(Act 15:23-29; ESV)
Both Christian and Jewish commentators have commented that the items listed in the letters have their origin in God’s covenant with mankind after the flood of Noah’s day and are incumbent on all. So they have nothing to do with the Royal Law Christians are commanded to follow, though, Christians follow them as well.
So what is the Royal Law James wrote about and how is it superior to God’s law to the Jews? It’s really a three-part law Jesus laid down to his disciples to follow. The first two parts came out of the Law of Moses, God’s covenant with Israel. We know we’re to follow it because Jesus added the third law, calling it a “new command,” or law, thus linking it to the first two, which he taught those who listened to him to follow.
As we all know, Jesus was very controversial though in what way is still debated to this day. In his day, though, more than once some of the most learned men in Israel were sent to try and catch him in some sort of impropriety where his teaching was concerned and certain folks in the crowds were primed to be offended at his words. So Jesus was very careful with his words at times. On one such occasion Jesus was approached by a lawyer who asked him what the greatest law within the Law of Moses was. Jesus’ answer was:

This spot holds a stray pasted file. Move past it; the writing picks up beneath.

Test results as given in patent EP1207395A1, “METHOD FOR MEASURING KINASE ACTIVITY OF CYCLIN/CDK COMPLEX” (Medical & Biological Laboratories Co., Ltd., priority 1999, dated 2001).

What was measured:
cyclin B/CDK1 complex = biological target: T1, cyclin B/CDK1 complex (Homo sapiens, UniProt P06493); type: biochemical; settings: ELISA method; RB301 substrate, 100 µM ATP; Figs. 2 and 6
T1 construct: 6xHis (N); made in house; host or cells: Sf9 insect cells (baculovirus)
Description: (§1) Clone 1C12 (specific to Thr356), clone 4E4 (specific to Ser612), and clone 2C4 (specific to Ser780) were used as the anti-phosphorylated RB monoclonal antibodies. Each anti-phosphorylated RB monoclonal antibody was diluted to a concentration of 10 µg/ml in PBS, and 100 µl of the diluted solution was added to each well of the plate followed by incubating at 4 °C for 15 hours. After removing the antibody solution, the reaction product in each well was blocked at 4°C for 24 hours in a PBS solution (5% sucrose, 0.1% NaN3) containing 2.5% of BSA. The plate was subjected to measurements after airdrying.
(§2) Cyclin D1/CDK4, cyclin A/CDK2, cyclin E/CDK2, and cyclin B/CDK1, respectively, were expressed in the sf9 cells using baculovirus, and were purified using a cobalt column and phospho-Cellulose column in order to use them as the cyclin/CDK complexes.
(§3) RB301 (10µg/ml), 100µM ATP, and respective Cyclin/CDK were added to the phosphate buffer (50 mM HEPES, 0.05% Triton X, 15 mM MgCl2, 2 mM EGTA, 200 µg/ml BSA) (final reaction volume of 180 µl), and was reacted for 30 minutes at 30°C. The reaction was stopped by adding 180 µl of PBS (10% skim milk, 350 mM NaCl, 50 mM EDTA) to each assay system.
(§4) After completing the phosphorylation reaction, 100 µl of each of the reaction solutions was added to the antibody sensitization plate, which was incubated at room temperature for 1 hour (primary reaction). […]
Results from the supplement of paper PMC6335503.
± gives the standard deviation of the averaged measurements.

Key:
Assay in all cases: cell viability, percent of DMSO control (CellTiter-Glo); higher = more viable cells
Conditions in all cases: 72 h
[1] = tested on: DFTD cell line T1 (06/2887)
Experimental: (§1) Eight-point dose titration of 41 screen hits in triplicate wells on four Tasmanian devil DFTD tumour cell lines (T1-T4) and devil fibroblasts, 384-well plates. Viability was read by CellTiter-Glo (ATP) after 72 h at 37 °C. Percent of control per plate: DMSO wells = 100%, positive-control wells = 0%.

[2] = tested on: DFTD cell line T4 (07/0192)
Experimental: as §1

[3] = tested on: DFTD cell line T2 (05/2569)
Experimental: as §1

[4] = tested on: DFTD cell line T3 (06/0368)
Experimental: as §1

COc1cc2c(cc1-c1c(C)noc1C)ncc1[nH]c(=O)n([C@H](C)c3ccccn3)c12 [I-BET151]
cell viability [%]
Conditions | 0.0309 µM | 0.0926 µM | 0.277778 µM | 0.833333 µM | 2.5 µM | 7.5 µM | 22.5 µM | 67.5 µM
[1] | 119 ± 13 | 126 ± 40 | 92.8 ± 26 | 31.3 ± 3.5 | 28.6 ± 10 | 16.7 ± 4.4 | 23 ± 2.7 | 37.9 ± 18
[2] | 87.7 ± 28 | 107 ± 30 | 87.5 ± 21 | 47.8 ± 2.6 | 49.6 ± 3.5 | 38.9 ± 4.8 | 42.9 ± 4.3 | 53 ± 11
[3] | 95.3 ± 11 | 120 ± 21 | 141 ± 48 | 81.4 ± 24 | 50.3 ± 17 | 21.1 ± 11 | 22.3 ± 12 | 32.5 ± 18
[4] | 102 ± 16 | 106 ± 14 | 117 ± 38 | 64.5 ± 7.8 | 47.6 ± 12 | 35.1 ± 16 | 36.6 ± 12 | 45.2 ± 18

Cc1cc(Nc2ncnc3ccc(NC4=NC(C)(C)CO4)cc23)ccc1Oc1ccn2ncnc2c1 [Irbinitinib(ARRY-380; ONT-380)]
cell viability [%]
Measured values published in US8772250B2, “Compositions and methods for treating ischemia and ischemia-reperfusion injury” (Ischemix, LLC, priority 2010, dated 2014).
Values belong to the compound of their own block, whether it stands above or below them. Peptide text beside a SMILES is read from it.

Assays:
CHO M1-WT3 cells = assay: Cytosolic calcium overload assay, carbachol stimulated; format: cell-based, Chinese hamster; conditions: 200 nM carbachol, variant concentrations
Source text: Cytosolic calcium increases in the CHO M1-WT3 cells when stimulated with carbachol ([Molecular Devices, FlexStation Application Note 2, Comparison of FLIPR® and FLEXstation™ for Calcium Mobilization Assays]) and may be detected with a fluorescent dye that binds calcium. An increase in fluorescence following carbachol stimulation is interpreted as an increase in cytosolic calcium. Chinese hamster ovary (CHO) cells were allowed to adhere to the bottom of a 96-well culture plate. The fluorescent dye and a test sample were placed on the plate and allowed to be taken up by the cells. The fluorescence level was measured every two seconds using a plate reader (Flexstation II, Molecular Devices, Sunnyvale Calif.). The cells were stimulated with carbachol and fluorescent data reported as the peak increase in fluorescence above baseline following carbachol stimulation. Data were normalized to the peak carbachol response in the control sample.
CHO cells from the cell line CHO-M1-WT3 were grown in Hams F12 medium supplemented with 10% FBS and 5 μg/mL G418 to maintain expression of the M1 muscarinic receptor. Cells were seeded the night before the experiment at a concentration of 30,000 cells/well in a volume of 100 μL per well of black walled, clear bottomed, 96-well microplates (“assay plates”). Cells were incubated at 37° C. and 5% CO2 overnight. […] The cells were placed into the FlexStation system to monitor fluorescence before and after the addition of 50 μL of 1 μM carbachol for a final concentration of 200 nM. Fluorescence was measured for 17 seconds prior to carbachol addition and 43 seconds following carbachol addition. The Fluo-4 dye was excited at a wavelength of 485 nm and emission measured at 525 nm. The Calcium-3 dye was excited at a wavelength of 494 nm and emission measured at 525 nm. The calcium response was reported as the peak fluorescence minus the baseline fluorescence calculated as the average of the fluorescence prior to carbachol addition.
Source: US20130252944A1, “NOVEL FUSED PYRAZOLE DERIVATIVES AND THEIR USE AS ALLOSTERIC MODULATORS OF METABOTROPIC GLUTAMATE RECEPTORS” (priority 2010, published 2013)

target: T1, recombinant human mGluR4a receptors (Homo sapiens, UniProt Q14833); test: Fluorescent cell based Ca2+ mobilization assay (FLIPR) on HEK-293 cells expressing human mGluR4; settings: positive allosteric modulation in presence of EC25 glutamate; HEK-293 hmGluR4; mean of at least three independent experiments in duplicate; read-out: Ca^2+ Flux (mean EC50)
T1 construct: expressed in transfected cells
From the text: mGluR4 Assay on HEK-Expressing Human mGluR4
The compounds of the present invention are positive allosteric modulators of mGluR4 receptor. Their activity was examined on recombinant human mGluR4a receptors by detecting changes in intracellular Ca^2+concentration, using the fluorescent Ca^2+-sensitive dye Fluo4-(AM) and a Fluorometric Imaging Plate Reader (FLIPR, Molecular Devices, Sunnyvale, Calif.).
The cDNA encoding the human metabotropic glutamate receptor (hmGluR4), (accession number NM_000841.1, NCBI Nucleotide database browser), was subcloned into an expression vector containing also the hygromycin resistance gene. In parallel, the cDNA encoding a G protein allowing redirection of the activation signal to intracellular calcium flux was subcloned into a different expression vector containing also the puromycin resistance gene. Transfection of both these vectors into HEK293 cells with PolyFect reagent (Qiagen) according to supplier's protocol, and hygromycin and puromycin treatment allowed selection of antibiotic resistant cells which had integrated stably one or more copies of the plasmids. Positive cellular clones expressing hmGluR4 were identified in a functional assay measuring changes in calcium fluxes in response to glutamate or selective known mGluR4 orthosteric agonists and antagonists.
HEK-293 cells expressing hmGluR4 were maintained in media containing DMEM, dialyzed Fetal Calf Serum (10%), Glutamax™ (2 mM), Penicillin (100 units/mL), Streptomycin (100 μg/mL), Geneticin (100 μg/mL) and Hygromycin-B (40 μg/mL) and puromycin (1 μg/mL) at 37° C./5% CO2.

"You shall love the Lord your God with all your heart and with all your soul and with all your mind. This is the great and first commandment.”
(Mat 22:37-38; ESV)
Jesus’ quoted from what is known as the Shema which is recited by devout Jews to this day at Deuteronomy 6:4. For Christians it certainly places our priorities in their proper places. But there is more to that simple statement than meets the eye. Simply put a true Christian led by God’s Holy Spirit will need no rules or law to follow in that respect since he or she will be pointed in the right direction in any situation by the Spirit because they love Jehovah so much that they would desire not to displease him ever. Sure, we have the Old Testament and I’m not saying that it would be of no use to a true Christian in this or any other regard. The Law does help us in gaining insight, but following the first command will give us the ability to move beyond the law code and know what to do in situations not mentioned therein. Thus we know how to please him and make our sacrifices a pleasing odor to him.